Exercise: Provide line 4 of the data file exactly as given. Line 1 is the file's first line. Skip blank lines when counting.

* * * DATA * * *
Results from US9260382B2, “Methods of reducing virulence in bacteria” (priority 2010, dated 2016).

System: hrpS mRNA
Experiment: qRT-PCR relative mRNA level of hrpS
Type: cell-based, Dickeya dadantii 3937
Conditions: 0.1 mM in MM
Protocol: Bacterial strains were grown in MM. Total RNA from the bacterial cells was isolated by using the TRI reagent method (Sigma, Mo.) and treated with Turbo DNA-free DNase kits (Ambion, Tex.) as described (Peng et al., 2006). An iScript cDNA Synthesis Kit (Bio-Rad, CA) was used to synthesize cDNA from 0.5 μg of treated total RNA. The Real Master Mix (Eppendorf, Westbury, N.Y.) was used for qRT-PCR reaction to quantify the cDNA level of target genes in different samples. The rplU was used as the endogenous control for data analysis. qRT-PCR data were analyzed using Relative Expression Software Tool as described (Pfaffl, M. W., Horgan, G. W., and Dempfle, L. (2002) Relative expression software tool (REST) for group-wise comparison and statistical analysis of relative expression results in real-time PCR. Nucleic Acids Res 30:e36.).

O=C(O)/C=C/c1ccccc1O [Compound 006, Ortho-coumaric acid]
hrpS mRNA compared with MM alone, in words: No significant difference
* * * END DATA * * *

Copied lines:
Type: cell-based, Dickeya dadantii 3937